Sunday 6 May 2018

Pale fire: the perfect aperitif for a summer's day

During my investigations into Luxardo’s famous maraschino I came across Luxardo Bitter—I’d not heard of it before but it is an amaro made from an infusion of various herbs, spices and fruits. The basic bitter is bright red, so clearly in the same ballpark as Campari. (The colour of Campari is a gimmick, originally made with cochineal, i.e. crushed beetles, but nowadays synthetic, so I would assume the only reason Luxardo’s product would be the same colour is to try and encroach on the same market—but there are actually quite a few red amari out there so perhaps it is traditional.)

But they also make a Bianco version, which Luxardo describe only as an “infusion of bitter herbs, aromatic plants and citrus fruits in water and alcohol”. It is sweet and plump in the mouth, with a delicate complexity, floral notes and a pronounced rooty bitterness. I have some Campari to hand, and by comparison it is less sweet with stronger fruit notes, a distinct note of orange peel and a black pepper finish. I have read that Luxardo Bitter Bianco has some wormwood infused towards the end of the process to give it a lingering bitterness.

What really caught my eye was a reference to the Bitter Bianco in the context of a “White Negroni”. I’m a big fan of the Negroni cocktail, a drink with a colourful history, allegedly created when one Count Negroni asked for the soda in his Americano be replaced with gin (though there is bitter rivalry between different origin stories). It’s a powerful beverage—all the ingredients are alcoholic—that enjoyed a revival a few years ago. A mix of equal parts gin, Campari and red vermouth, it has a bitter-sweet flavour bursting with all the herbs and roots that have gone into the component infusions, with juniper rising over the top and strong orange notes (it is usually garnished with orange). And of course it is a deep red colour from the vermouth and Campari.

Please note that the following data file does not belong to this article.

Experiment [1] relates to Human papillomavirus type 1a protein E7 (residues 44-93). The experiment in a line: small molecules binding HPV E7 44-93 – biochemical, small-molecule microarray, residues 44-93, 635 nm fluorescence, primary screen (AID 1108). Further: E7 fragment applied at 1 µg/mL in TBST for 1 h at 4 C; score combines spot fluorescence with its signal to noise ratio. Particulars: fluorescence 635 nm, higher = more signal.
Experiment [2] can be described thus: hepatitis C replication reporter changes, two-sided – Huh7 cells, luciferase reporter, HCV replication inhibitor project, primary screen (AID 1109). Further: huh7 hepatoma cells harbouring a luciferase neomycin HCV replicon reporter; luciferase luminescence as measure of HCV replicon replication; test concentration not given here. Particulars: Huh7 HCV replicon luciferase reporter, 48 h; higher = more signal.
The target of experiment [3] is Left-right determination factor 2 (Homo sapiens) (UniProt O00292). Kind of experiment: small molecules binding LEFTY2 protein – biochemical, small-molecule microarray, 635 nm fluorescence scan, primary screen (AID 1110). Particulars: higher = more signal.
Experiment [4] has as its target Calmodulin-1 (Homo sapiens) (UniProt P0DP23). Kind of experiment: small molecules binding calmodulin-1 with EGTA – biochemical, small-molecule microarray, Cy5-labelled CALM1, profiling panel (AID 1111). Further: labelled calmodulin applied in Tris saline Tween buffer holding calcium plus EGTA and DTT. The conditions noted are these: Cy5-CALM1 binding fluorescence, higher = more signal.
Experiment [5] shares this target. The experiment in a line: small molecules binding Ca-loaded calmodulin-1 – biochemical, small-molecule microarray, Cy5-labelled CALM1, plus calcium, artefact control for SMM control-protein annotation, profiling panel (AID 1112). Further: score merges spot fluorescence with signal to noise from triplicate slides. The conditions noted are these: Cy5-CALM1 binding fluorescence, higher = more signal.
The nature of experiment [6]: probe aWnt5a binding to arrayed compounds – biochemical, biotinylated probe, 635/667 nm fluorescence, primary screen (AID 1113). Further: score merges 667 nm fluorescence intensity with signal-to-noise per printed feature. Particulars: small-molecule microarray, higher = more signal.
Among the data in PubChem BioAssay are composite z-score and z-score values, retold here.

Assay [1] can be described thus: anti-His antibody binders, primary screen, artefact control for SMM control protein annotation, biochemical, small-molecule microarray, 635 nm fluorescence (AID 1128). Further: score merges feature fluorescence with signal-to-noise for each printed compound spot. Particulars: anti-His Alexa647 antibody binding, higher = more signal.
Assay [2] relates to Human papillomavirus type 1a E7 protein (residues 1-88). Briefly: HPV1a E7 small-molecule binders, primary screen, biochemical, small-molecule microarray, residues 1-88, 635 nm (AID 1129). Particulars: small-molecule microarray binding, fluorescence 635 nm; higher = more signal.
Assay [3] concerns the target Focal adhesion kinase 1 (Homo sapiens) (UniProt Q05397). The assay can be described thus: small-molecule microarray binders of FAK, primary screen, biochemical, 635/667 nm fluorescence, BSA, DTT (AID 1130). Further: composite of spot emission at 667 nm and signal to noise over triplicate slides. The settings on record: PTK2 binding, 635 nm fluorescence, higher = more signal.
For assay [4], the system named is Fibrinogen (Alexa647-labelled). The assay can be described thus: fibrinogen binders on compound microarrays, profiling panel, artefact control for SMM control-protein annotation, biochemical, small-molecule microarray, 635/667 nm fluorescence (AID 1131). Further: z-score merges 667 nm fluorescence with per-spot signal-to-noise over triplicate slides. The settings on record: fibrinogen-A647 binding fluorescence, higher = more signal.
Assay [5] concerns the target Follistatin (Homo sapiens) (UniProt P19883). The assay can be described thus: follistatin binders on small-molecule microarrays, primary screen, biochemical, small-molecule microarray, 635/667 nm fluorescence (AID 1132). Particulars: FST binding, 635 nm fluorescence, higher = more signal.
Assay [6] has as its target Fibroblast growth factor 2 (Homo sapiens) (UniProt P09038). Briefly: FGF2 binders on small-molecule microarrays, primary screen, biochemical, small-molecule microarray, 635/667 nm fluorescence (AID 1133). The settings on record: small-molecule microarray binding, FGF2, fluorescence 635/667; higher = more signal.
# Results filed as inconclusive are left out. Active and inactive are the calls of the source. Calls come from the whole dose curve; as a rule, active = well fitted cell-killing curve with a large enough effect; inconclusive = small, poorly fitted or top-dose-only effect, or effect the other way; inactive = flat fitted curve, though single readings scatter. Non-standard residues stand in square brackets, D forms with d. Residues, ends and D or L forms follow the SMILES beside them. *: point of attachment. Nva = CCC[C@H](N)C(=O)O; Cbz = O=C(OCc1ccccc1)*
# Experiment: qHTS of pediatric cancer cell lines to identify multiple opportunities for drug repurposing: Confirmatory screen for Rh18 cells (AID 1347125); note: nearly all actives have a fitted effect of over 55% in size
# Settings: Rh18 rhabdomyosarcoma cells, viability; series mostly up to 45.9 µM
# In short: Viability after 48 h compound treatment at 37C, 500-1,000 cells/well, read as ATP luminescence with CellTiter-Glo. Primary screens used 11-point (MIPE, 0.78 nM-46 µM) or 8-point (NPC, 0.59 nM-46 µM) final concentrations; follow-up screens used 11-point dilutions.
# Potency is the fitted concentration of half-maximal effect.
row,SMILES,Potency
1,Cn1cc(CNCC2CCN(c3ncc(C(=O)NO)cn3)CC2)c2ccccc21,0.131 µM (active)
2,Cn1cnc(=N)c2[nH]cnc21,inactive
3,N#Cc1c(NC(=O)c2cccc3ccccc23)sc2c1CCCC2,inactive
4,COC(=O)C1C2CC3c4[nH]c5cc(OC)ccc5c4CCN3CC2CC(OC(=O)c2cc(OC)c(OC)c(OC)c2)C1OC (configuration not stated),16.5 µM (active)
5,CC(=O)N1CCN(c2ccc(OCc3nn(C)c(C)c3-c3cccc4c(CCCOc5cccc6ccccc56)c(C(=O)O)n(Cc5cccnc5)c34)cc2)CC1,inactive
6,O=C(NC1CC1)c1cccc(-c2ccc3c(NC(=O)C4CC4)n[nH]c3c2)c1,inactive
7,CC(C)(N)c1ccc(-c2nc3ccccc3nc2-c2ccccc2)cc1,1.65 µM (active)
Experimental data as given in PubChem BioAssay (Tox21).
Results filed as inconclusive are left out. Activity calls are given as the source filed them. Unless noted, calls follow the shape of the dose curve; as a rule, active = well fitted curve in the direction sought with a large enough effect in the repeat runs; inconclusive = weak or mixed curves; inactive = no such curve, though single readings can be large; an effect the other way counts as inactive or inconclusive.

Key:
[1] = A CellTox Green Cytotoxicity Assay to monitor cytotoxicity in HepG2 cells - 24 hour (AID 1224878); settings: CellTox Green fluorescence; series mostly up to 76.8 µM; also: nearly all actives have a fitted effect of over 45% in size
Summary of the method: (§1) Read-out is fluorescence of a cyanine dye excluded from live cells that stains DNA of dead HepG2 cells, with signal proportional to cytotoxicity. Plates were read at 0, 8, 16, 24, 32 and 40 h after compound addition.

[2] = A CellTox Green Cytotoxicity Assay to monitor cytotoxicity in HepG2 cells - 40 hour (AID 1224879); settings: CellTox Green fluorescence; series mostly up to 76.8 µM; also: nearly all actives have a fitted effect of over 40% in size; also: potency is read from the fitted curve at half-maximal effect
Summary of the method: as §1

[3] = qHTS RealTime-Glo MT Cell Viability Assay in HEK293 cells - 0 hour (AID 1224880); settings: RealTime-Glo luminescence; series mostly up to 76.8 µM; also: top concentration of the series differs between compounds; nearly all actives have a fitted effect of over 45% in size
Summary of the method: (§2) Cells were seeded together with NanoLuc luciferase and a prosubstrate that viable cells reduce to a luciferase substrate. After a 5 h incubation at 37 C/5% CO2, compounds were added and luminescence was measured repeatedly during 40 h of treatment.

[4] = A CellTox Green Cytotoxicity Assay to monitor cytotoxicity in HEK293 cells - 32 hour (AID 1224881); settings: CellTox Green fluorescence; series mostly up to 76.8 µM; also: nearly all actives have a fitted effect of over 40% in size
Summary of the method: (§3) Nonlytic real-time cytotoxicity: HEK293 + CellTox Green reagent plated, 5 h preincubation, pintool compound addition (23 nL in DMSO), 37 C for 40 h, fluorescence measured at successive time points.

If you actively search for White Negoni cocktails the recipe that comes up most often actually has Lillet Blanc standing in for the vermouth and Suze standing in for the Campari. But there is a version that uses Luxardo Bitter in place of the Campari and bianco vermouth in place of the red vermouth. It is a fairly new drink, as Bitter Bianco was only released in 2016.

I guess the main schtick with this cocktail is its colourlessness compared to a regular Negroni, but it certainly works on its own terms, with a good sweet-bitter balance and a pronounced vanilla flavour from the vermouth (I used Cinzano Bianco). It’s less aggressive that a normal Negroni, subtle and thought-provoking. I can imagine pondering its delicate intricacies on a gentle summer’s afternoon. I get the impression that most people garnish a White Negroni with orange as normal, but I felt it was more chromatically harmonious to use lemon.

For more Negroni variants see this post from 2015.

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